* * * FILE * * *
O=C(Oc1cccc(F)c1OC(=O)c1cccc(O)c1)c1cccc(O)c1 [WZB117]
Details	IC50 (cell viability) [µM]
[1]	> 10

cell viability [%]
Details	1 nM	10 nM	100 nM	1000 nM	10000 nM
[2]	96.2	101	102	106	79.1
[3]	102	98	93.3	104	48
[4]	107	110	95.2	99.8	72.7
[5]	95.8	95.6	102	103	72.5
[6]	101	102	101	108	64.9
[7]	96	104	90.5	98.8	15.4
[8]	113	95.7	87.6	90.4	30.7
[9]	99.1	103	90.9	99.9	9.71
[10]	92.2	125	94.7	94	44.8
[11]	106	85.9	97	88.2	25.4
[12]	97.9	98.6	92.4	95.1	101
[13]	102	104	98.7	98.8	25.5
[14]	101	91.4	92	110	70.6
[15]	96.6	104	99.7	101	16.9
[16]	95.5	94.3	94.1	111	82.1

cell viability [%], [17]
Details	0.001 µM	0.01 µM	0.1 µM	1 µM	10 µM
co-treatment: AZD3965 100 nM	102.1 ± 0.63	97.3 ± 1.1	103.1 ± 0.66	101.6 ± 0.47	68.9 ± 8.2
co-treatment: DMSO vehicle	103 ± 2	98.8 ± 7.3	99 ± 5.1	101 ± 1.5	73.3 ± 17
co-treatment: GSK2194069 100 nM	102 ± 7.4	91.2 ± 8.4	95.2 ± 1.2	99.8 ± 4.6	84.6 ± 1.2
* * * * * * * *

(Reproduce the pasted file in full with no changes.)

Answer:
O=C(Oc1cccc(F)c1OC(=O)c1cccc(O)c1)c1cccc(O)c1 [WZB117]
Details	IC50 (cell viability) [µM]
[1]	> 10

cell viability [%]
Details	1 nM	10 nM	100 nM	1000 nM	10000 nM
[2]	96.2	101	102	106	79.1
[3]	102	98	93.3	104	48
[4]	107	110	95.2	99.8	72.7
[5]	95.8	95.6	102	103	72.5
[6]	101	102	101	108	64.9
[7]	96	104	90.5	98.8	15.4
[8]	113	95.7	87.6	90.4	30.7
[9]	99.1	103	90.9	99.9	9.71
[10]	92.2	125	94.7	94	44.8
[11]	106	85.9	97	88.2	25.4
[12]	97.9	98.6	92.4	95.1	101
[13]	102	104	98.7	98.8	25.5
[14]	101	91.4	92	110	70.6
[15]	96.6	104	99.7	101	16.9
[16]	95.5	94.3	94.1	111	82.1

cell viability [%], [17]
Details	0.001 µM	0.01 µM	0.1 µM	1 µM	10 µM
co-treatment: AZD3965 100 nM	102.1 ± 0.63	97.3 ± 1.1	103.1 ± 0.66	101.6 ± 0.47	68.9 ± 8.2
co-treatment: DMSO vehicle	103 ± 2	98.8 ± 7.3	99 ± 5.1	101 ± 1.5	73.3 ± 17
co-treatment: GSK2194069 100 nM	102 ± 7.4	91.2 ± 8.4	95.2 ± 1.2	99.8 ± 4.6	84.6 ± 1.2